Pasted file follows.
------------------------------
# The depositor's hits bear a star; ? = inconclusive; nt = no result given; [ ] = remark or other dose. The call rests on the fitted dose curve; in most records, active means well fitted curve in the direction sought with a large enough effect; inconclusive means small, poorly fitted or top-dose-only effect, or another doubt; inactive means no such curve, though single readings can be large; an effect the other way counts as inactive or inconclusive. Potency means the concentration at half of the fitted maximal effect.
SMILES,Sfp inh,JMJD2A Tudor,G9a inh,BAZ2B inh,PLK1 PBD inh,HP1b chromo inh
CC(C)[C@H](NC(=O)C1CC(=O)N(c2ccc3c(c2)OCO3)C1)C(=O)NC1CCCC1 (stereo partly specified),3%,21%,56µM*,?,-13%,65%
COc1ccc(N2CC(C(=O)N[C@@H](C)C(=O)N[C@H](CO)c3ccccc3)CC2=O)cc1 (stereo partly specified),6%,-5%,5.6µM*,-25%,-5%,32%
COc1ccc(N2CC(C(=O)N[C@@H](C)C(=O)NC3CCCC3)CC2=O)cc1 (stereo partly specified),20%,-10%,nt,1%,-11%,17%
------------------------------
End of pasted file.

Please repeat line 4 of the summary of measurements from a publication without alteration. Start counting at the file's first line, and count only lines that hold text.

COc1ccc(N2CC(C(=O)N[C@@H](C)C(=O)N[C@H](CO)c3ccccc3)CC2=O)cc1 (stereo partly specified),6%,-5%,5.6µM*,-25%,-5%,32%